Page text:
Hyundai has fully revealed its new limited-edition i30 N Project C, billed as a lighter, lower and “more extreme” version of the Korean hot hatch.
Under the bonnet, nothing’s changed, which means the turbocharged 2,0-litre four-cylinder engine still delivers 202 kW to the front wheels via a six-speed manual gearbox, although Hyundai says the “reduced weight and added responsiveness" of the new package make for "noticeably enhanced feedback”.
The newcomer is some 50 kg lighter than the standard i30 N and sits six millimetres closer to the ground, too. Its drive modes have furthermore been “specifically calibrated”.
Although the i30 N is scheduled to launch in South Africa in early 2020, don’t expect to see this limited-edition model on local roads, with all 600 units set to be sold in “select markets” across Europe”.
The i30 N Project C’s model-specific additions include a raft of carbon-fibre reinforced-plastic (CFRP) body parts. Indeed, the front splitter, rear diffuser, bonnet and N-branded side sills are all fashioned from CFRP.
How else has the automaker saved weight? The forged OZ racing wheels play a big part in unsprung weight reduction, with the 19-inch items accounting for 22 kg of shed weight. And the manually operated Sabelt competition front bucket seats (complete with CFRP backings) also play a large role.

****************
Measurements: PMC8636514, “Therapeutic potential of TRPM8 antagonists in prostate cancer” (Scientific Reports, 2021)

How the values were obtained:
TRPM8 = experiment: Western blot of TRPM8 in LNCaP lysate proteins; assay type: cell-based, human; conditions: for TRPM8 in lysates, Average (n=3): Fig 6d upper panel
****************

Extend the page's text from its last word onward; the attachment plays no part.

Inside, the Project C gains Alcantara highlights around the steering wheel, handbrake and shift lever. There’s also a brushed aluminium billet manual shift knob, "Deep Orange" seatbelts and an “01/600” badge on the passenger side.
So, why the use of the letter “C”? Well, the “Area C” test track at Hyundai Namyang R&D Centre is the birthplace of N. And Project C is the first use made by Hyundai of CFRP body parts for a road car. Finally, Hyundai says the effective centre of gravity for Project C is lowered by 8,8 mm compared with the standard i30 N.
Ryan has spent most of his career in online media, writing about everything from sport to politics and other forms of crime. But his true passion – reignited by a 1971 Austin Mini Mk3 still tucked lifeless in a dark corner of his garage – is of the automotive variety.